April 13, 2001, 1:36 PM — IBM Corp. announced Friday a new line of chips intended to support Internet appliances
-- Internet-connected, low-power consumer devices that are more portable and flexible
than traditional PCs. The move continues the push IBM and other developers are
making into the beyond-the-PC space known as "pervasive computing."
The IBM PowerPC Internet Appliance Platform (IAP) is designed to bring technology
traditionally offered to the company's high-end customers down to the consumer
level, allowing device manufacturers to design customized chips quickly and
inexpensively, said IBM spokesman Michael Loughran.
IBM plans to control costs by assembling most of the PowerPC IAP in advance,
building in the basic functions -- such as LCD (liquid crystal display), memory
drivers and touch-screen support -- required for most consumer Internet devices.
Manufacturers will be able to add flourishes such as encryption and voice-recognition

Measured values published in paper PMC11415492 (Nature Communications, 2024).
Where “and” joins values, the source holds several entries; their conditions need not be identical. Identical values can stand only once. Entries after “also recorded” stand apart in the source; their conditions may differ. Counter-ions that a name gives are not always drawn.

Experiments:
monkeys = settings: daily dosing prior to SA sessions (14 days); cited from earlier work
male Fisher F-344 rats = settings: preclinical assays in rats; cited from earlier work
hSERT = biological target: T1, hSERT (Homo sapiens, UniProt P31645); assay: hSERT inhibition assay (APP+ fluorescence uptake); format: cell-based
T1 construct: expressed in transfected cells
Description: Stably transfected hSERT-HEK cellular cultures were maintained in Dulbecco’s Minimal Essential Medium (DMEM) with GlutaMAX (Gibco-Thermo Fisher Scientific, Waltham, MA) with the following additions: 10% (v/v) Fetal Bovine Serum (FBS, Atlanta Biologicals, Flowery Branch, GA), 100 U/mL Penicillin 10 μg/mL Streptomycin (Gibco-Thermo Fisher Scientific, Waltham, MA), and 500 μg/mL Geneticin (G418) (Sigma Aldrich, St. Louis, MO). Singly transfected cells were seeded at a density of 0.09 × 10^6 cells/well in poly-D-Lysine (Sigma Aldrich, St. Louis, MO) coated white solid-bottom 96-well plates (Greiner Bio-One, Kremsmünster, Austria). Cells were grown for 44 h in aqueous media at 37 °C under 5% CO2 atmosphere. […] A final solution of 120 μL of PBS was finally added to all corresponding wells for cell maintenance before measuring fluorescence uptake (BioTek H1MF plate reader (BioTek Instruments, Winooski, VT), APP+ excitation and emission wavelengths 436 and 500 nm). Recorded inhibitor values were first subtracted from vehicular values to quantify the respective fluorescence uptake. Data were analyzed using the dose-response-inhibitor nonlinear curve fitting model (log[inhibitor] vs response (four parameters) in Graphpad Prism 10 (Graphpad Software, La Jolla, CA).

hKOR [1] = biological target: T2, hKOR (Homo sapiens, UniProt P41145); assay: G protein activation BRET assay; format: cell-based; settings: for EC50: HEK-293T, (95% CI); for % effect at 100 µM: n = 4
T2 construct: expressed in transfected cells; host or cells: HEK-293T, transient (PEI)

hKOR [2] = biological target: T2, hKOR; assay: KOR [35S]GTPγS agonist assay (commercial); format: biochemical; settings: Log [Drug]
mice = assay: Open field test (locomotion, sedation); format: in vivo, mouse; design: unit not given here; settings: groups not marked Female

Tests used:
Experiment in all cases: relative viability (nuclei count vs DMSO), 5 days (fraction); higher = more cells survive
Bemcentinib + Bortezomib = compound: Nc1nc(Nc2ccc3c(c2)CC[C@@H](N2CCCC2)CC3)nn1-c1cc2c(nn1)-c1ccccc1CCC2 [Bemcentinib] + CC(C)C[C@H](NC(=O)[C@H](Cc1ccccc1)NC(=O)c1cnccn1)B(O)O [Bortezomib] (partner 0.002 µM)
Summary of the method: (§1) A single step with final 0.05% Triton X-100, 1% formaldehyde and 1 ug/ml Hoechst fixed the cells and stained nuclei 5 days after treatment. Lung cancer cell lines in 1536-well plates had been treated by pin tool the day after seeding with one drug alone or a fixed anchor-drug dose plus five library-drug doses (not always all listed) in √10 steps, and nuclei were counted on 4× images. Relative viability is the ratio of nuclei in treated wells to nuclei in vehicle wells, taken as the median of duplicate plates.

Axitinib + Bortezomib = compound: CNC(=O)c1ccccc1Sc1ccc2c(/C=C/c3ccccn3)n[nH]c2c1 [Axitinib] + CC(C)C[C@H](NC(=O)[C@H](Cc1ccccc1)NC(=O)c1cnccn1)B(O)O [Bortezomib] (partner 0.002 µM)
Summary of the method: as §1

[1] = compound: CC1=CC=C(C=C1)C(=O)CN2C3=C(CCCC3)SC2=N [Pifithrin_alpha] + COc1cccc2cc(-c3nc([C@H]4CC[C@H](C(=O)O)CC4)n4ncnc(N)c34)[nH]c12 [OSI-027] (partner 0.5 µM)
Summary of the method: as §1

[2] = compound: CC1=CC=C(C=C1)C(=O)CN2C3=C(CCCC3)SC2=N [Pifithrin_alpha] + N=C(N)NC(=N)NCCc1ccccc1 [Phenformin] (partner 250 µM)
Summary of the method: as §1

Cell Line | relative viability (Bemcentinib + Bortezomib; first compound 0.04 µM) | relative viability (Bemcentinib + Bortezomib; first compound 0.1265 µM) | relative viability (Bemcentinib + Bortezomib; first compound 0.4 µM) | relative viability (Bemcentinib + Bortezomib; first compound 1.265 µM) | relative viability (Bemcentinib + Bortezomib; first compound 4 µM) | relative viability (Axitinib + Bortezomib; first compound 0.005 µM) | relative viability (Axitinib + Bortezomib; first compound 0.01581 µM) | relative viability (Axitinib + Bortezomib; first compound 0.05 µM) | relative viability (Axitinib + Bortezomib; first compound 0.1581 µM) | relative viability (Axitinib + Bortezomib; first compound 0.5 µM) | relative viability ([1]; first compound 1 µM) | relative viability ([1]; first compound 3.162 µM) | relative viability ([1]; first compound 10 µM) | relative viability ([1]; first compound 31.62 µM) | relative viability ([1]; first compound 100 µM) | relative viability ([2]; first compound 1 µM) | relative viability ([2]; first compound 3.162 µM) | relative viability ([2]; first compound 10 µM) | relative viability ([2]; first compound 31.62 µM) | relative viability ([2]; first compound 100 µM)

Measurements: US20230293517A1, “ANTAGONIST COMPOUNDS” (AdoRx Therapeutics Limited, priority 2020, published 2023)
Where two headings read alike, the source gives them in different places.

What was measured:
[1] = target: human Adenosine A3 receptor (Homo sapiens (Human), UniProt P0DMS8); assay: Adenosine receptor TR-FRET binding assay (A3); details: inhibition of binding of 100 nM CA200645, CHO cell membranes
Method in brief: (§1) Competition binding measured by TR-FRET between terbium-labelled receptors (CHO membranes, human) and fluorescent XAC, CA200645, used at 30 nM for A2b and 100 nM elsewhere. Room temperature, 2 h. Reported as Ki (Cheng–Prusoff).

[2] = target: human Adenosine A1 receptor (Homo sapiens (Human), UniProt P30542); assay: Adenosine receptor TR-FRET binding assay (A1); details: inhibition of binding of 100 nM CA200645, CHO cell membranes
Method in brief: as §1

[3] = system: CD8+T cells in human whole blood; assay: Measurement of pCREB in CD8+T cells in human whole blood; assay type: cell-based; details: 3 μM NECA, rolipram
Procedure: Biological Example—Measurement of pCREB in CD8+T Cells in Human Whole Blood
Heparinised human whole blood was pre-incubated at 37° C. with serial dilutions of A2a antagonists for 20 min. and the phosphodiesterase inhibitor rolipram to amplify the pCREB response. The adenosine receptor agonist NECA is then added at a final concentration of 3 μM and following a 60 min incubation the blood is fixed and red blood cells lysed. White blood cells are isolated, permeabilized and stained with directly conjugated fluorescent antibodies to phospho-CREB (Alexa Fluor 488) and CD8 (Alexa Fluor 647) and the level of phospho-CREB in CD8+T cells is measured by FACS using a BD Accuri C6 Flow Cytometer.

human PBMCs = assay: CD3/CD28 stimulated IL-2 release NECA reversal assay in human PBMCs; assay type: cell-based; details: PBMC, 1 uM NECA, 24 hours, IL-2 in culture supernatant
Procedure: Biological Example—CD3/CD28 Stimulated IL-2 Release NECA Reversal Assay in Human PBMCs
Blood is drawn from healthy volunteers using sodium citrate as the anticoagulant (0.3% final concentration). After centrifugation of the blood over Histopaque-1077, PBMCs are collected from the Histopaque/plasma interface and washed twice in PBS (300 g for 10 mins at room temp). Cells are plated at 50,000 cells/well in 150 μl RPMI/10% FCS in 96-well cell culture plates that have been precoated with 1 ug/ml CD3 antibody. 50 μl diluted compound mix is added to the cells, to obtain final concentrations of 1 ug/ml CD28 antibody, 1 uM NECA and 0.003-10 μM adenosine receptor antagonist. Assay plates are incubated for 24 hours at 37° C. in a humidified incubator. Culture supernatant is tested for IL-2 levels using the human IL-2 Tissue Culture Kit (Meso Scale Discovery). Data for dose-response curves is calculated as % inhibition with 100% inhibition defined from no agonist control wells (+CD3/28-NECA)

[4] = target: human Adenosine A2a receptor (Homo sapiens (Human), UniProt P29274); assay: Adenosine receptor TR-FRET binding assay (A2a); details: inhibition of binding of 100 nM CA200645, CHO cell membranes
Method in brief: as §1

Pricing for the chips will vary, but Loughran said the company is aiming for
about $60. IBM is currently working with some half-dozen companies interested
in the technology, and Loughran said that several customers intend to begin
using the chips by the end of the year. He declined to name the companies, but
said that the majority are Japanese consumer device manufacturers. The PowerPC
IAP will be available worldwide.
IBM hailed the new chips' potential to support a variety of new devices, with
a wide range of shapes and functions. The company said its pervasive computing
efforts include research into reducing power consumption by mobile, wireless
appliances to support increased battery life and an array of power-intensive
features like speech recognition.
The Internet appliances sector has been foundering lately, with a number of
high-profile failures such as 3Com Corp.'s Audrey, killed shortly after its
splashy launch, and Virgin Entertainment Group Plc's Webplayer, which lasted
less than three months last year.
But Loughran said IBM is undeterred by the sector's recent shakiness. "We
see the Internet appliance market as a growth opportunity," he said.